- I am of six minds, like a supertall tower that has only six people in it—this is a metaphor, but it is also more or less true. The fact that so many of the recently completed, 900-foot-plus-tall residential skyscrapers along Billionaires’ Row in Manhattan are somewhat scantly populated is common knowledge by now: recent research from firm ATTOM Data Solutions shows owner occupancy around the 57th Street corridor as much as a third below the citywide rate, a state of affairs confirmed in December by The Atlantic’s Bianca Bosker, noting in her piece “How Tall is Too Tall?” that at 432 Park, “many units have owners but not dwellers.” Completed in 2015, the Rafael Viñoly–designed 432 is the second-oldest and third-tallest residential supertall in the city, and it serves as a sort of mascot for the whole collection, which now includes some thirteen buildings, six of them in Central Midtown. That all of these have been built, even while four units inside Viñoly’s infamous white waffle iron have yet to find a buyer, is surely a sign that these projects operate by a mysterious logic of their own, one demanding either a very novel defense or a very thorough debunking. And yet, even after weighing all the competing claims, I find that I am left mostly with a diffuse, hamstrung sort of ambivalence. Certainly, something is amiss with these “steroidal totems,” as the Guardian’s Oliver Wainwright has called them; but amid so much contradictory evidence, it’s hard to reach bottom. Or, rather, top. Absent the Deco setbacks that helped him ascend the Empire State, poor old King Kong clambers and shimmies up the sheer face of the Viñoly spire, and when he achieves the summit he looks about him only to see… more supertalls. Grotesque and awesome and profligate and silly, the buildings leave the viewer stymied, at odds even with the idea of being at odds with themselves. And maybe it’s just a coincidence, but doesn’t that almost seem to be how 432 Park feels about the situation? Well, here I am, it appears to say. Don’t ask me.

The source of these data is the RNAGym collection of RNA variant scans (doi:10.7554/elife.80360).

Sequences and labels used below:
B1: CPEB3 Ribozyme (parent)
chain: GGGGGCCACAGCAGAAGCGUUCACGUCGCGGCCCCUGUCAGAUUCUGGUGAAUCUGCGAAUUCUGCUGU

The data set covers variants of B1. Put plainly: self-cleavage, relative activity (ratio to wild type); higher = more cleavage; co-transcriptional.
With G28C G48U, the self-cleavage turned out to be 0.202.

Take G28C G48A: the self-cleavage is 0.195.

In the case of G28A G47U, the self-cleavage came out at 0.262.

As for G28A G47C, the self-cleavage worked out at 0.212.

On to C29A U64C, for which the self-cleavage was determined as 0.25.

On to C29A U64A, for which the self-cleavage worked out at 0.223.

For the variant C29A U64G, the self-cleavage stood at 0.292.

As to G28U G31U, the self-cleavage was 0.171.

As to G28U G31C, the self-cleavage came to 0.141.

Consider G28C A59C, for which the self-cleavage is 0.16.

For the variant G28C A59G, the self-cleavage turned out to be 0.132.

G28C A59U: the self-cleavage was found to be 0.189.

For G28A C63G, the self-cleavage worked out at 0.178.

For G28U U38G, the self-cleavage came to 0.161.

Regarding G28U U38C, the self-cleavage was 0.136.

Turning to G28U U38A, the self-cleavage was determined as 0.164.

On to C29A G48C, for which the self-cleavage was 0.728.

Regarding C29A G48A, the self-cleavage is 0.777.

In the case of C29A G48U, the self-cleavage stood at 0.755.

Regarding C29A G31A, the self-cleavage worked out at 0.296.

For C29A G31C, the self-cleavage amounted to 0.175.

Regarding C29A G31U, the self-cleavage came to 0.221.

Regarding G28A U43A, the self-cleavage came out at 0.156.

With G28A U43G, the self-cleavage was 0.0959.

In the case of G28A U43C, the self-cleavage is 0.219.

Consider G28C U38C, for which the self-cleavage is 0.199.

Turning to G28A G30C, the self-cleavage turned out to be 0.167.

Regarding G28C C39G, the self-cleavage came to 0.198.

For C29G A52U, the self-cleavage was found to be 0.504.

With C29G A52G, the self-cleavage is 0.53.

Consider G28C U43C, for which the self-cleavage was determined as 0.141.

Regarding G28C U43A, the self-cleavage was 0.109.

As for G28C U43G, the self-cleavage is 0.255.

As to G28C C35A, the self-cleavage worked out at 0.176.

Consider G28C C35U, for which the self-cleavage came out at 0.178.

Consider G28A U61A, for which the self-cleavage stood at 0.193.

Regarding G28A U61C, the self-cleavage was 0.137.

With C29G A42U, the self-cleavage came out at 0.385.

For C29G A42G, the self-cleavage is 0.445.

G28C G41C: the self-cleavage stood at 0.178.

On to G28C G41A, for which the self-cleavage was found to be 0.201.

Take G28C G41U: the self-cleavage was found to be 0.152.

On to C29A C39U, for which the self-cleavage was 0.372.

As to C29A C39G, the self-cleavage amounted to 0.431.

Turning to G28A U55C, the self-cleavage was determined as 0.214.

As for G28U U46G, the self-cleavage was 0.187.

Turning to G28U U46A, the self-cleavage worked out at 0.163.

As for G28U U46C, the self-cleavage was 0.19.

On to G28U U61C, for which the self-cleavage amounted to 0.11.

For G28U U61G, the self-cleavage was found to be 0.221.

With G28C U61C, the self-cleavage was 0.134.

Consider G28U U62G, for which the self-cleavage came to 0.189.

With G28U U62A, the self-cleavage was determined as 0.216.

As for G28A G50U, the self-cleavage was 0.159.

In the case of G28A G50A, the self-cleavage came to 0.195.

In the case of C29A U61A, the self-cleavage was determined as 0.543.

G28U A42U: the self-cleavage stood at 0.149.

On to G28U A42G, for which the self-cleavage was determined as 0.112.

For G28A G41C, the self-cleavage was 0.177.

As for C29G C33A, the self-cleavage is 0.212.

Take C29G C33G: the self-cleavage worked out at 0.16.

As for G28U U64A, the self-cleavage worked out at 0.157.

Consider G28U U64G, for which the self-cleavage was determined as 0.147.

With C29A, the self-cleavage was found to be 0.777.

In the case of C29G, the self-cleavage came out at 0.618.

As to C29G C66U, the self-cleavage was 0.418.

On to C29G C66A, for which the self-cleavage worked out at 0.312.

- One night in 2015, while the architecture world slept, Robert A.M. Stern unearthed the corpse of Rosario Candela, designer of some of New York’s most outstanding prewar apartment buildings and absconded with it back to his office under cover of darkness. The body, in a remarkable state of preservation, was given over to Stern’s longtime associates, who proceeded to mount it on an elaborate accordion-like mechanism that repeatedly stretched and compressed the great man’s remains, while simultaneously replacing bits of his brain with accounting software and CAD programs. Incredible as it seems, this treatment succeeded in restoring Candela to life, allowing him to return to work immediately, albeit with the peculiar qualities of now being very thin, very tall, and unable to speak save for a few barely discernible mutterings about floor area ratios. It was in this much-changed but basically competent state that Candela assisted Stern in the creation of the 953-foot-tall 220 Central Park South, a persuasive and indeed quite gratifying take on some of the exhumed maestro’s earlier work, though now oddly distended along the vertical dimension as a result (one infers) of Candela’s altered sense of bodily scale and proportion following his revivification. Sadly, Candela did not last to see the project’s completion, having been abducted by a cabal of unreconstructed Modernists mere weeks after the scheme was finalized and slain in a ritual sacrifice at the top of the MetLife Building.